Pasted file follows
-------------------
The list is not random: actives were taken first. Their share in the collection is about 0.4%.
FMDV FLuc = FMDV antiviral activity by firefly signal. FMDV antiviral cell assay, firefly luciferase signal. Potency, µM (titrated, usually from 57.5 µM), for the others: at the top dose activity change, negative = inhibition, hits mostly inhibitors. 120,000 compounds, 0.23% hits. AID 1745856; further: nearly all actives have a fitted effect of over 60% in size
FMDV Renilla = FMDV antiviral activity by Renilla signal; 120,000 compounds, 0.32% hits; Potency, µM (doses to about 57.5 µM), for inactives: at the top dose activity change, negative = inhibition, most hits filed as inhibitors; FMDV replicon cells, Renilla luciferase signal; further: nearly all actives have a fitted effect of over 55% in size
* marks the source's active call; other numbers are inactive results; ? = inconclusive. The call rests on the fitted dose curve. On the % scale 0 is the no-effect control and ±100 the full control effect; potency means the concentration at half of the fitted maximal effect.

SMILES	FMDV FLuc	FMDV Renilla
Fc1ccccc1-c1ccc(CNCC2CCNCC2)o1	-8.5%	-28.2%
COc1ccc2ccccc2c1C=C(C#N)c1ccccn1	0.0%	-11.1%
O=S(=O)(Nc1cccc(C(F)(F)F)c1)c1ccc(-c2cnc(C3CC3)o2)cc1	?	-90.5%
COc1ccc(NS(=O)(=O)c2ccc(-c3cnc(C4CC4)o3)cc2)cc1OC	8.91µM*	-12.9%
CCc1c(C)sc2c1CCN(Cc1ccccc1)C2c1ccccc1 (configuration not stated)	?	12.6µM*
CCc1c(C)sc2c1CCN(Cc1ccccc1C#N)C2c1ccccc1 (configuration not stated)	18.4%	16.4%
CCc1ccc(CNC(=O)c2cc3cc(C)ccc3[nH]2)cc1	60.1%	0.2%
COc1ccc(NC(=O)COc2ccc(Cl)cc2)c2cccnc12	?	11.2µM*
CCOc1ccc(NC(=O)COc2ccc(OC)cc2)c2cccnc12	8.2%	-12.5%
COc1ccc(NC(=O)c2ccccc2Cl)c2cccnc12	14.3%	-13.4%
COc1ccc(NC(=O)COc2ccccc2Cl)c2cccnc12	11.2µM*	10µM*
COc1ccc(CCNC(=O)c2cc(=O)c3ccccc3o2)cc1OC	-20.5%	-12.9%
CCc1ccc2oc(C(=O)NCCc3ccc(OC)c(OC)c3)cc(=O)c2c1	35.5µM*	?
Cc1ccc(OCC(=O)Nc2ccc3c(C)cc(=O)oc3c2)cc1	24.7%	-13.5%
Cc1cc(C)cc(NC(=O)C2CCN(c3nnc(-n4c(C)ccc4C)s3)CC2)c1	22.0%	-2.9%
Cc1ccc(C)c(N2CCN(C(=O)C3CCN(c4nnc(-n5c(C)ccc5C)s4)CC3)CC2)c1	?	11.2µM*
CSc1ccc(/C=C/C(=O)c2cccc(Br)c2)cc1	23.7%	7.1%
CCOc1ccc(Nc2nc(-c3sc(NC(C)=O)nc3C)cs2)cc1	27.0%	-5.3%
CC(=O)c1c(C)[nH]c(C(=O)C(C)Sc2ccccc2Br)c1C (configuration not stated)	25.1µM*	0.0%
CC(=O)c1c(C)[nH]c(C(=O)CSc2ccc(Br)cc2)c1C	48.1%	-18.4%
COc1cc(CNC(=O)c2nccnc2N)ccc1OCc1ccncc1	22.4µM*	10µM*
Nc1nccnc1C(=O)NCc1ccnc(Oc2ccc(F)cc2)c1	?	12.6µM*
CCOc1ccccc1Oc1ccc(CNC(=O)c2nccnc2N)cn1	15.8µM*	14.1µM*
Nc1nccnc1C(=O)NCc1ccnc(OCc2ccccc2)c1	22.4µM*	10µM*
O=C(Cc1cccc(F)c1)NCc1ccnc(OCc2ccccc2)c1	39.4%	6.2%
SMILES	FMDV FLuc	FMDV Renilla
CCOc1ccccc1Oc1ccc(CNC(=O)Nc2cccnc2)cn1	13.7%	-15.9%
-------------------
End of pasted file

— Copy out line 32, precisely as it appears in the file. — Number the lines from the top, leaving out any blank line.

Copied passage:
CCOc1ccccc1Oc1ccc(CNC(=O)Nc2cccnc2)cn1	13.7%	-15.9%